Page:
• Forward speed: 15 km/hr (~ 8 kt)
  • Tropical Cyclone OLI has been tracking ESE over the past 6 hours.

Current wind distribution:

  • Maximum Sustained winds: 100 km/hr (~ 55 kt)
  • Maximum Gusts:  130 km/hr (~ 70 kt)
  • Maximum significant wave height: 6 m (18 ft)
  • OLI is about 650 km (350nm) west of Bora Bora.
  • Sources: JTWC and Others

Tropical Cyclone OLI is expected to intensify under favorable environmental conditions.

TC OLI – IR NHC Enhancement – Date and Time as Inset. Credit: UW-CIMSS. Click image to enlarge and update.

Tropical Cyclone OLI. Infrared Color Background  – South East Pacific – GOES-West. Credit: UW-CIMSS. Click image to enlarge and update.

  • 2-Day Movie:   JAVA

OLI’s Projected Path. CIMSS Estimation. Click image to enlarge and update.

TC OLI. Morphed Integrated Microwave Imagery at CIMSS, with Infrared (MIMIC-IR)
Version 1.

Tropical Cyclone OLI. Infrared  – South East Pacific – GOES-West. Credit UW-CIMSS. Click image to enlarge and update.

Tropical Cyclone OLI Position Map. Original map by Google. Information added by Fire-Earth.

Posted in cyclone, French Polynesia, storm, TC 12P, TC OLI | Tagged: , , , , , | 4 Comments »

Phil says ‘six more weeks of winter’

Posted by feww on February 3, 2010

Image of the day

Phil, the weather-predicting groundhog says “six more weeks to go!”

You like him or not, Phil does darn side better with his shadow predicting winter duration than do some of the established weather forecasters with their crystal balls.

Photo Credit:
AP/Carolyn Kaster. Image may be subject to copyright.

The legendary “Punxsutawney Phil,” the American groundhog from Punxsutawney, Pa., broadcast his annual weather prediction, after seeing his shadow on Tuesday. “There will be six more weeks of winter.” His handlers quoted him as saying!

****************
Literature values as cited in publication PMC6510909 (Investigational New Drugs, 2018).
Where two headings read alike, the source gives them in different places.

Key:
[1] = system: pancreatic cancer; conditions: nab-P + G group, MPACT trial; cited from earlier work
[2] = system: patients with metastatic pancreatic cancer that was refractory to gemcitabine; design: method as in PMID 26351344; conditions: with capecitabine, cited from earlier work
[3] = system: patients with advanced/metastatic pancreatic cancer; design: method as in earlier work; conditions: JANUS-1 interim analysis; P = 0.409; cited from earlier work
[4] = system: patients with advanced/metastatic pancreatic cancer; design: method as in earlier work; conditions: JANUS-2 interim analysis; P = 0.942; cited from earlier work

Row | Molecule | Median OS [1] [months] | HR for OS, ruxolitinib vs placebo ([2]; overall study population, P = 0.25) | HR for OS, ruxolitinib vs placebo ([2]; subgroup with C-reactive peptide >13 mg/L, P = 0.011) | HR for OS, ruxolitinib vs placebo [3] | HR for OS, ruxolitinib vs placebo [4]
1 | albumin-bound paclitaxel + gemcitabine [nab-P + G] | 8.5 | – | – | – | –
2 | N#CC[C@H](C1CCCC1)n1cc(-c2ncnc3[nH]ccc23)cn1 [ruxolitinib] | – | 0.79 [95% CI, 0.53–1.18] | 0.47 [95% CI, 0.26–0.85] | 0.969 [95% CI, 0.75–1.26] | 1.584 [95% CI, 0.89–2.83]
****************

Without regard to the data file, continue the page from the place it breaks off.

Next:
Related Links:

Posted in groundhog, US Winter, Winter Season | Tagged: , , , , | 3 Comments »

El Niño Weekly Update [1 February 2010]

Posted by feww on February 3, 2010

ENSO Cycle: Recent Evolution, Current Status and Predictions

El Niño Weekly UPDATE prepared by Climate Prediction Center / NCEP –  1 February 2010

The latest weekly SST departures are:

  • Niño 4   ~  1.3ºC
  • Niño 3.4  ~  1.2ºC
  • Niño 3 ~ 0.7ºC
  • Niño 1+2 ~ 0.4ºC

El Niño Map. [SOURCE: NOAA/ Climate Prediction Center / NCEP]

Weekly SST Departures (ºC) for the Last Four Weeks

  • During the last four weeks, positive SST anomalies have weakened across the eastern half of the equatorial Pacific Ocean.
  • During the last 30 days, equatorial SST anomalies have decreased across the east-central and eastern Pacific.

SST Departures (°C) in the Tropical Pacific During the Last 4 Weeks
During the last 4-weeks, equatorial SSTs were more than 2.0°C above average between 170°W and 150°W.

Click on the images to enlarge

Global SST Departures (°C)
During the last four weeks, equatorial SSTs were above-average across the Pacific, Indian, and Atlantic Oceans.

Weekly SST Departures (°C) for the Last Four Weeks

  • During the last four weeks, positive SST anomalies have weakened across the eastern half of the equatorial Pacific Ocean.
  • During the last 30 days, equatorial SST anomalies have decreased across the east-central and eastern Pacific.

Central & Eastern Pacific Upper-Ocean (0-300 m) Weekly Heat Content Anomalies
Since April 2009, the upper-ocean heat content has been above average across the eastern half of the equatorial Pacific Ocean. Sharp increases in heat content during June and October coincide with the development and subsequent strengthening of El Niño, respectively.

SST Outlook: NCEP CFS Forecast Issued 31 January 2010
The CFS ensemble mean predicts El Niño will last through the Northern Hemisphere summer 2010.

Unless otherwise stated, information and images on this page are sourced from Climate Prediction Center/NCEP/NOAA. Edited by FEWW


  • El Niño is present across the equatorial Pacific Ocean.
  • Sea surface temperatures (SST) are 1.0ºC-2.5ºC above-average across much of the central and east-central equatorial Pacific.
  • Based on current observations and dynamical model forecasts, El Niño is expected to continue at least into the Northern Hemisphere spring 2010.

Related Links:

El Niño Updates:

  • El Niño [Main Page, Links to Weekly Updates Archive]

Posted in Climate Prediction, El Niño, El Niño 2010, El Niño update 2010, ENSO | Tagged: , , , , , , | 6 Comments »